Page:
“You don’t look Mexican!”

A bit over three years ago, I wrote about the relatively constant battle I fight — at least internally — to feel like a legitimate member of the Latinx community on account of my physical appearance and life experience. The feeling of not being quite “Mexican enough” to claim the label Latina while being definitively not White means I spend a lot of time feeling like I don’t belong much of anywhere.

This has lead to a lifetime of apologizing to people, basically, for not matching their stereotypes. Until recently, I didn’t think about which people I was apologizing to.

…said no Latinx person, ever.

Here’s the thing: I’ve literally never had a Latinx person tell me that I do not look Mexican. In the wisdom of hindsight, it makes a lot of sense. The categories Latinx / Hispanic are incredibly racially broad, and encompass people who could pass for everything from what we stereotypically think of as Swedish to Nigerian and Indigenous (yes, it’s because of colonialism, but that’s a longer and different discussion).

It even makes sense on a cognitive level. Given that Americans have historically had such limited representation of what our community looks like, the segregation of our society generally directly impedes folks ability to deconstruct their own stereotypes. That was even more true when I was a kid, and trying to form the identity I’d been told was mine. My “role models” for Latina-ness were Madonna as Evita and Catherine Zeta-Jones in The Mask of Zorro. They are both, as far as I am aware, White women (I’m still unpacking the impact of that realization on me, but it involved a metric shit ton of tears).

So who does tell me that I’m White, repeatedly? Mostly White people. I have had absolute strangers, colleagues, friends, and even biological family (I’m mixed, and it wasn’t on the Mexican side) tell me that I’m “not really Mexican, look at [my] eyes!”. They’re greenish-greyish-blueish, with a bit of light brown, for the record.

On hard days, I’ve just wanted to respond, “I’m deeply and specifically aware of my phenotype, your reminder was not necessary to ensure that fact.”

It’s finally occurred to me why negation and erasure is folks go-to response, and what a better way for folks to acknowledge my passing is.

Why people negate others

Honestly, White people say this to me often enough that if I had a nickel for every time I’ve had that awkward exchange, I could probably afford a condo in San Francisco. At a recent professional dinner, a CHRO actually said — in response to a joke — “Oh, you don’t look Mexican!”. I responded “White people say that to me a lot. It’s a broad category visually and otherwise, and I’ve found that there’s a huge lack of knowledge about that.”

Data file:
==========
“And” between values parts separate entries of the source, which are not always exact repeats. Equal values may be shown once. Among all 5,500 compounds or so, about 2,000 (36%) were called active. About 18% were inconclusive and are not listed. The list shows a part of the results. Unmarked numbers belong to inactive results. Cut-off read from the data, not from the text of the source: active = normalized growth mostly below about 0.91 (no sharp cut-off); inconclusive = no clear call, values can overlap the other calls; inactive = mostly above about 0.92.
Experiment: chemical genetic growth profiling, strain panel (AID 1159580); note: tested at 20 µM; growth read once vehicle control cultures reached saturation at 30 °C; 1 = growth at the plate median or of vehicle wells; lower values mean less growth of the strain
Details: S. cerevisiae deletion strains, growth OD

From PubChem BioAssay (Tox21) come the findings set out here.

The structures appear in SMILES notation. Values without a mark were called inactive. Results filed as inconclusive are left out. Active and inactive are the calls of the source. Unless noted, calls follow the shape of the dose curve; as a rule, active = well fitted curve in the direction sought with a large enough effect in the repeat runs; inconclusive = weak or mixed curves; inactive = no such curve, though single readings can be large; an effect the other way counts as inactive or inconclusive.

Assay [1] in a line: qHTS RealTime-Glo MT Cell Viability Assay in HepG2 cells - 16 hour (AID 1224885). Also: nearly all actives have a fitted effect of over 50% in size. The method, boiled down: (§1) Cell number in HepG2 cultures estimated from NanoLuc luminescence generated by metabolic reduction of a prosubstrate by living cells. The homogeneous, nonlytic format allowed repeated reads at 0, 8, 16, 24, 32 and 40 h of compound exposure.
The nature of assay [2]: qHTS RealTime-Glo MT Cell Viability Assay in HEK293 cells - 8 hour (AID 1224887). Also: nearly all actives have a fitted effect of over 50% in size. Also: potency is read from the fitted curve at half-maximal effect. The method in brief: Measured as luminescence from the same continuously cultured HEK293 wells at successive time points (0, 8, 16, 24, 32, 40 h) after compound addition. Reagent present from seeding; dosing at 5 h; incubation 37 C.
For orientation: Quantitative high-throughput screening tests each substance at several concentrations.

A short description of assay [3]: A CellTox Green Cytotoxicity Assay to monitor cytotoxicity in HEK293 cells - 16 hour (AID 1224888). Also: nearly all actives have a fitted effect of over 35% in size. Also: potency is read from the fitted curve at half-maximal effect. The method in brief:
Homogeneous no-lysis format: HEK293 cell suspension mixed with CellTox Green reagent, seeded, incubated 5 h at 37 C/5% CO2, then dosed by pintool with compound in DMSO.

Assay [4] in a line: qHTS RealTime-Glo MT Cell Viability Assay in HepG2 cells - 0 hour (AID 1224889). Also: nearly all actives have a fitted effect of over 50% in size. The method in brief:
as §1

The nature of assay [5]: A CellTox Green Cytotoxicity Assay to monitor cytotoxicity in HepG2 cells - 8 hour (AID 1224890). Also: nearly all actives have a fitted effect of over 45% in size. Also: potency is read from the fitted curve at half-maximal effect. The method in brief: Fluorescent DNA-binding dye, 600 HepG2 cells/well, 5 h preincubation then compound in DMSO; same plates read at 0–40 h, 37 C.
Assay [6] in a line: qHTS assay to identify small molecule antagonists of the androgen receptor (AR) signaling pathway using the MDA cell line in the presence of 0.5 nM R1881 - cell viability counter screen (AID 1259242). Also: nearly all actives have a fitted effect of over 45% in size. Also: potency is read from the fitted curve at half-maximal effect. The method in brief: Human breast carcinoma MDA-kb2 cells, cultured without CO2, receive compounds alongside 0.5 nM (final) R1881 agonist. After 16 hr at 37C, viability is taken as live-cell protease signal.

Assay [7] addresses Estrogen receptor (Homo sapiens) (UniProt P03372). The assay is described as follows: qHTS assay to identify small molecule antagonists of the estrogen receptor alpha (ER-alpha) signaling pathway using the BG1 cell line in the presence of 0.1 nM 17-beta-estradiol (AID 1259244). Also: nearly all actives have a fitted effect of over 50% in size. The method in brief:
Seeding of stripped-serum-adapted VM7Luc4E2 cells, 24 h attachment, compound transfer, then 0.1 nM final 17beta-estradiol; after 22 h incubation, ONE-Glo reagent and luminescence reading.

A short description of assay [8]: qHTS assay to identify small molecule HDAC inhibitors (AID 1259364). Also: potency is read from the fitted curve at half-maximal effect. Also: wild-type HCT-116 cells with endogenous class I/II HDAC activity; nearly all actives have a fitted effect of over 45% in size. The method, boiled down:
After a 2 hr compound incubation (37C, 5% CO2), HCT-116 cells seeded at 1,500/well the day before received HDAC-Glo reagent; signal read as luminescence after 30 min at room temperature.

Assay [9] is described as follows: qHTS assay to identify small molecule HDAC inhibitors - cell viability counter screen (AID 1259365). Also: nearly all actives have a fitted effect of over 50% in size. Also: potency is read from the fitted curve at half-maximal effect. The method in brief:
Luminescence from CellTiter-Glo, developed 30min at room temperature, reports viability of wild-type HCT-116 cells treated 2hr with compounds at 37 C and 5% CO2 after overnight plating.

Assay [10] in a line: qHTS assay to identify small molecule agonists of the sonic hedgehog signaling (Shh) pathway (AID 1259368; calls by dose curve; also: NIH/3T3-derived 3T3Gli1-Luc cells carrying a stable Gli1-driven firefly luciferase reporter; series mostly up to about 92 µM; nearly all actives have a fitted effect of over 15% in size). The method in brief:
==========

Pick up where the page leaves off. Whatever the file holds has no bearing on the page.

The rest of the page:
When we encounter new information, we have two choices. We can allow it to expand our worldview and help us get to a deeper, truer, and more complete understanding of the world and other people. Or, we can reject new information because it doesn’t fit the mental models that we’ve already developed, substituting our individual perspective and experience for the actual truth and someone else’s actual existence.

When people tell me — and other people who pass — that we’re not a member of our communities, they are putting us in a box we never consented to be held in. In essence, they are protecting their ignorance by erasing our legitimate existence. They’re making a choice that values their comfort over our legitimation, which is a theme that feels like it’s what the phrase “broken record” was invented for.

If you’re feeling like this describes you, I’d sincerely ask you to consider another approach.

It’s ok to be surprised. It’s ok to learn.

It’s entirely unreasonable to expect everyone to know everything. We are all limited by the life experience that we’ve had. Living in San Francisco now, it’s hard to believe that it was me 14 years ago who didn’t really know that there were multiple types of Asian food (I know). But growing up in a predominantly White town where there was one Chinese restaurant was the mental model I was working with. Thankfully, I have lived in enough places now to have filled in a respectable portion of my gaps in knowledge. This is great for my general happiness, but also helps me not say hurtful shit to other people. Which is pretty ideal when I can manage it.

All I am asking of others is that they highlight their own learning instead of negating my existence. Perhaps “Oh, that surprises me!” or “Cool!” or “I didn’t realize!”.

…and maybe one day, a “Thank you for helping me deconstruct the reductive stereotypes I hold about your community so I can see you and support you more fully as you are.”

As always, sending the gratitude to folks who have affirmed and supported me in my learning and growth — about myself, my ancestors, and otherwise.

If you’re concerned I’m writing about you, I might be, in a general sense. I’d ask that you not dwell in shame or the “I fucked up” spiral, but give yourself permission to acknowledge a new piece of information and to take a different approach the next time you’re given the opportunity.



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Aubrey Blanche, The Mathpath

Aubrey Blanche, The Mathpath

Equitable Design & Impact @CultureAmp. Advisor, investor. Mathpath = (Math Nerd + Empath). Queer dog mom, Latina. Your contribution matters. She/her.